Boston College is once again among the top universities contributing alumni to Teach for America (TFA), a non-profit that places recent graduates in high-need school districts across the country, according to an August report released by TFA.
Twenty-nine members of the 2014 graduating class joined TFA after they received their diplomas in mid-May. Although the same number of BC graduates joined the corps the year before, this year BC contributed the fifth-most alumni to TFA among medium-sized schools (between 3,000 and 9,999 undergraduates). Only Howard University, Vanderbilt University, George Washington University, and Harvard sent more graduates.
Other top-contributing Jesuit schools include Georgetown (27) and Saint Louis University (17). In total, 5,300 new graduates from 850 colleges and universities joined TFA over the summer and have begun teaching in high-need classrooms across the nation.
According to the Office of News and Public Affairs, about 400 Boston College alumni have served in TFA since its founding in 1990.
Teach for America is a nonprofit that aims to “eliminate educational inequity by enlisting high-achieving recent college graduates and professionals to teach.” Individuals apply to the program through a competitive application process and, if accepted, commit to teaching for two years in a low-income community in one of 50 regions across the country.
New corps members begin with five weeks of intensive training in the summer. During four of those weeks, they teach summer school courses alongside experienced teachers who provide coaching and feedback. Additionally, TFA hosts lesson-planning clinics and curriculum sessions designed to help corps members develop effective teaching methods.
Corps members are placed in high-need districts, but are not required to have a teaching certificate, as district-hired teachers are. Members receive the same pay and benefits as beginning teachers in the district, in addition to transitional funding packages to help ease members’ transition into their placement.
Currently 10,600 individuals serve in TFA in high-need schools in 35 states and the District of Columbia. About two-thirds of those in the corps are graduating seniors, while the other third come from a professional background.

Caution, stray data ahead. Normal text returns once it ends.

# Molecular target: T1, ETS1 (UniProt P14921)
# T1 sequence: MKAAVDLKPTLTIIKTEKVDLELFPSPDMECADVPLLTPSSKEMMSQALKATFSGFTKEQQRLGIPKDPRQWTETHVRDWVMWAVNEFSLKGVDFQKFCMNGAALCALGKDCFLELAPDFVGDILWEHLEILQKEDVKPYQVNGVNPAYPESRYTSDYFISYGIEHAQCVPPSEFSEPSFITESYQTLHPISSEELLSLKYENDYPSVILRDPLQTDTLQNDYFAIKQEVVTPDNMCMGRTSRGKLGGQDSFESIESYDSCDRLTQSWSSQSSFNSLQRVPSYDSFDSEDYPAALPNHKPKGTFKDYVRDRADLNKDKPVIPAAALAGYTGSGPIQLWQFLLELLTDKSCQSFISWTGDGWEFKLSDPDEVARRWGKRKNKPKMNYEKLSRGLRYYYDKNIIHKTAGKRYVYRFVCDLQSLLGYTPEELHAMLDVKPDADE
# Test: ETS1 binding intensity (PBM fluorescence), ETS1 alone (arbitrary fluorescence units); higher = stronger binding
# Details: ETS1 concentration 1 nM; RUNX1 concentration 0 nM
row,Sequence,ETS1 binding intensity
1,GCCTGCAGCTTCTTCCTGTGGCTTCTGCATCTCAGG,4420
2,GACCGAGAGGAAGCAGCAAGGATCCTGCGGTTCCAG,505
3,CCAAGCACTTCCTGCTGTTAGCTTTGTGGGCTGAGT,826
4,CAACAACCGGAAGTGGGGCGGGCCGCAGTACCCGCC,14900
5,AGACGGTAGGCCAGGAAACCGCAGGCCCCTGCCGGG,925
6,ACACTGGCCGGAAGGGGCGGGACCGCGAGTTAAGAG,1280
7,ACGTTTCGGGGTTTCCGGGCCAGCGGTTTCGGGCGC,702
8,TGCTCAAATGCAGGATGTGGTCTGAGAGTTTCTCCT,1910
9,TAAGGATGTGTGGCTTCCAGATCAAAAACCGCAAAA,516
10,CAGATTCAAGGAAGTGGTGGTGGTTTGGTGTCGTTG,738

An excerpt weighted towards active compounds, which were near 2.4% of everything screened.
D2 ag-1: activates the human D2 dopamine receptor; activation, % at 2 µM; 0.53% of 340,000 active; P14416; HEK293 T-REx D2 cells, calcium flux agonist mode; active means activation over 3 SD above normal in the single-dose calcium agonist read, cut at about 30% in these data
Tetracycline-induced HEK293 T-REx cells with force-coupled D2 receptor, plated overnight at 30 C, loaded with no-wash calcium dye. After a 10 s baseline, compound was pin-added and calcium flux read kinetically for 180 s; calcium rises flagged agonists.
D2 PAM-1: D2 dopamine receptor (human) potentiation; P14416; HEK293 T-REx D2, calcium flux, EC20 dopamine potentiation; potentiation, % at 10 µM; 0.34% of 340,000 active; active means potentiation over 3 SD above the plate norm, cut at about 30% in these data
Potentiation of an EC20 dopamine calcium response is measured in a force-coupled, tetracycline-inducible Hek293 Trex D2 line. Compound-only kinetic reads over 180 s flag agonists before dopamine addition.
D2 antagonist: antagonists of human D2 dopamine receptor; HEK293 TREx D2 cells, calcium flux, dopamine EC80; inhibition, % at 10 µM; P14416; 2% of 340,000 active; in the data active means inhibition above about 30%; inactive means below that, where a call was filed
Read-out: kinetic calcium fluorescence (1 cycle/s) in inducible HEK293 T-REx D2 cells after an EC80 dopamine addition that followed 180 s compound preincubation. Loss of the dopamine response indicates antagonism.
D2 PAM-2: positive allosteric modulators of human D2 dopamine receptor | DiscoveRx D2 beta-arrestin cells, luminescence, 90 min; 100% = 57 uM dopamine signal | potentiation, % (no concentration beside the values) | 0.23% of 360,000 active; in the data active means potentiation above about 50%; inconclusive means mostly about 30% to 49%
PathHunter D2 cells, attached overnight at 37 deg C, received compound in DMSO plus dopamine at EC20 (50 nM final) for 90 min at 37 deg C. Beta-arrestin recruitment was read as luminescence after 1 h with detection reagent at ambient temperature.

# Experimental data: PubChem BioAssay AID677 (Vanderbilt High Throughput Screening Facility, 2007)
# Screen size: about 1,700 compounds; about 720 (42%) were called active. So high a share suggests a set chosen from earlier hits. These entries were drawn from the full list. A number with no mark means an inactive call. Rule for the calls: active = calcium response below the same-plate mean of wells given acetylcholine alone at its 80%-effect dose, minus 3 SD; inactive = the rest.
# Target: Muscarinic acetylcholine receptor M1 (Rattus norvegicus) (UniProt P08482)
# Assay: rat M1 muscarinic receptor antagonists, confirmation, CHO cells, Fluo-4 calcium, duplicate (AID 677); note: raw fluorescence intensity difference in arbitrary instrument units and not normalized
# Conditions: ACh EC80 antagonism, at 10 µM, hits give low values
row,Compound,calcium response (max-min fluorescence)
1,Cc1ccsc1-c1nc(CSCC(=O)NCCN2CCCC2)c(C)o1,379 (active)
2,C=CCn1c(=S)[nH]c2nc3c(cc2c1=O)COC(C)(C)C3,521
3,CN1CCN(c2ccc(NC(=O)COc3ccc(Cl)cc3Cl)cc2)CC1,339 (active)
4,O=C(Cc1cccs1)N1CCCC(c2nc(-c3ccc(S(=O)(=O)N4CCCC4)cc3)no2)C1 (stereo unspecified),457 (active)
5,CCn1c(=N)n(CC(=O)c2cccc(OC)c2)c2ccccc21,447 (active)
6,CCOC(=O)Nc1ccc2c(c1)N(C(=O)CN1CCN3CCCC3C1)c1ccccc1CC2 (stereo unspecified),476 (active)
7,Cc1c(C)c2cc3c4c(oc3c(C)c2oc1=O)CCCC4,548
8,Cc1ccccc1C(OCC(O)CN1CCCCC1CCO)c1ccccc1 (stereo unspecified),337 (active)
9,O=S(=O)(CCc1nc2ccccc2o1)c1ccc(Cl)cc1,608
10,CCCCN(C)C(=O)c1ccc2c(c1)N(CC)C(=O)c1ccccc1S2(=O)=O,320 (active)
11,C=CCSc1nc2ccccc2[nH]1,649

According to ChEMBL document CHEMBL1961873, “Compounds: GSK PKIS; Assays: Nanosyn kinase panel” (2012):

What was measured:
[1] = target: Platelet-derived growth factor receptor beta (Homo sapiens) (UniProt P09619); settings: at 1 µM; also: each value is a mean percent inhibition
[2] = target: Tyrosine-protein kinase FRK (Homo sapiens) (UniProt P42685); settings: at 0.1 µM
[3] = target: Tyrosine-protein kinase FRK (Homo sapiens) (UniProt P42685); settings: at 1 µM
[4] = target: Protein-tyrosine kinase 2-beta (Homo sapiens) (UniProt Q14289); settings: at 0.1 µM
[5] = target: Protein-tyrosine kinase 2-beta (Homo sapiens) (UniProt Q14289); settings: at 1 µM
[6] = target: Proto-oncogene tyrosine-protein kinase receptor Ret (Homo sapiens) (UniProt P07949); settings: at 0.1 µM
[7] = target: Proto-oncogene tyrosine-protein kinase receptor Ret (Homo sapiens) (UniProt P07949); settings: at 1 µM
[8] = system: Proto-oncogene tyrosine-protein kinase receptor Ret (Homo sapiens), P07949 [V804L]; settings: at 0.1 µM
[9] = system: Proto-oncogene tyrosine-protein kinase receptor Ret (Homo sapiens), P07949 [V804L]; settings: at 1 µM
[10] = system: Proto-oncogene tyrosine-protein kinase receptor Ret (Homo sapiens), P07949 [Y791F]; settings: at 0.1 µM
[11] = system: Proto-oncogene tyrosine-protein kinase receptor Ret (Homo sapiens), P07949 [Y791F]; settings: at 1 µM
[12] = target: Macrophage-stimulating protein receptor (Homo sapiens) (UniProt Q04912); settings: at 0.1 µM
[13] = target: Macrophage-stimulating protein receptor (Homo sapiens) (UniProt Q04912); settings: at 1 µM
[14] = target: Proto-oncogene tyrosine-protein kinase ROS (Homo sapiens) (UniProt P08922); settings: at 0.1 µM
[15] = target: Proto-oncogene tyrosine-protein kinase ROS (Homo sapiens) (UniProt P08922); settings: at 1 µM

Since its creation in the early ’90s, TFA has been the subject of great praise and criticisms. In a recent op-ed published in The Washington Post, Wendy Kopp, founder and chairwoman of TFA, responded to criticisms that TFA teachers don’t help students learn, a common concern often voiced by district-hired teachers.
Because TFA teachers are not required to have a teaching certification, many in the education community—especially non-TFA teachers, who must complete two-year certification programs before being permitted to teach—argue that TFA teachers are neither qualified nor prepared to teach in America’s toughest schools.
“In my experience Harvard students have increasingly acknowledged that TFA drastically underprepares its recruits for the reality of teaching,” wrote recent Harvard graduate Sandra Y.L. Korn in a column published in The Washington Post.
Korn was asked to join the corps a number of times by TFA campus recruiters, but she declined.
In her op-ed, Kopp argues that TFA’s summer program and its network of support suffices in preparing teachers for the classroom, and she points to a 2013 study by Mathematica Policy Research that found “TFA members moved their students forward an estimated 2.6 months during one school year” as evidence that the organization benefits students.
Beyond the debate about classroom preparedness, criticism about TFA’s retention rates has also put Kopp on the defensive. According to Education Week, within five years, only 15 percent of TFA teachers remain in their original placements. Kopp argues, though, that 64 percent of alumni currently work full-time in education.
In March, the organization unveiled a pilot program intended to provide a limited number of teachers with a year of training before they enter the classroom and to emphasize the importance of teachers staying in the classroom beyond their two-year placements.
“We need to keep our minds open to change and innovation as we continue to find new and better ways to do right by kids,” TFA CEO Matthew Kramer recently told Education Week. “Teaching beyond two years cannot be a backup plan—it has to be the main plan.”
Featured Image by Daniel Lee / Heights Senior Staff